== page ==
Rutwick Gangurde Rutwick Gangurde - 4 months ago 12
Javascript Question

Recursion with dynamic arguments

This was an interview question which I haven't yet been able to figure out. Consider the following:

function recurse(a) {
return function(b) {
console.log(a + b);
}
}

//This will log '5' in the console
recurse(2)(3);


Now I was asked to write a function that will take
n
number of arguments and work the same way by logging the final summation of the argument values. Meaning:

//This should log '13'
recurse(2)(3)(1)(7)


How can such a function be written? I have tried thinking over it in terms of recursion, dynamic arguments etc. But haven't been able to write down anything concrete.

Answer

Here's the simplest version I could think of:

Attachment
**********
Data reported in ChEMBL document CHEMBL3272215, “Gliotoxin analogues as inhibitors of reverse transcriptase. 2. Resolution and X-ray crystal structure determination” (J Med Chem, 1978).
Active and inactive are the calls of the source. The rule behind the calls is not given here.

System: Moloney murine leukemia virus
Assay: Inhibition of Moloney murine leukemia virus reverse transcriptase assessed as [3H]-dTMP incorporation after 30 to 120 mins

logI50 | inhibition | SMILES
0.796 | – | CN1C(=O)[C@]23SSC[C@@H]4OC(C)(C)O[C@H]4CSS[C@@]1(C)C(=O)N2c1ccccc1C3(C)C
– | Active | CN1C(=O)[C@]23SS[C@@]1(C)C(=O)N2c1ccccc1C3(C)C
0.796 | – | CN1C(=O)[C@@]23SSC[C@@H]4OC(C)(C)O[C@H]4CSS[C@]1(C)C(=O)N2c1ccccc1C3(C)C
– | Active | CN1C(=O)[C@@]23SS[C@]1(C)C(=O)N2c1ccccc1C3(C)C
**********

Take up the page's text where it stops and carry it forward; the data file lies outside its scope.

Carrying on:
function add (a) {
  return function (b) {
    return b == null ? a : add(a+b);
  }
}

console.log( 
  add(2)(3)() 
);
console.log(
  add(10)(100)(1000)(4)() 
);

In es6, it's compact!

let add = a => b => b == null ? a : add(a+b);

Note

The trouble with your question is that a function can either return a Function or a Number. The following code:

let result = add(2)(3);

is equivalent to:

/*1*/ let partialResult = add(2);
/*2*/ let result = partialResult(3);

In line 1, add doesn't know whether it is being called with the last argument or not! In other words, it doesn't know whether partialResult should be a number, or a function that will be called with another argument.

Nina Scholz gives you a solution where partialResult will behave like a number when treated like a primitive, and like a function when called like a function. In my solution, partialResult always acts like a function, and returns a sum when called without an argument.

The first approach requires a language-specific mechanism for "behaving like a number" under certain conditions. If your interview was about JavaScript, it's the best approximation! But in a language-agnostic context, what you are asking for is impossible.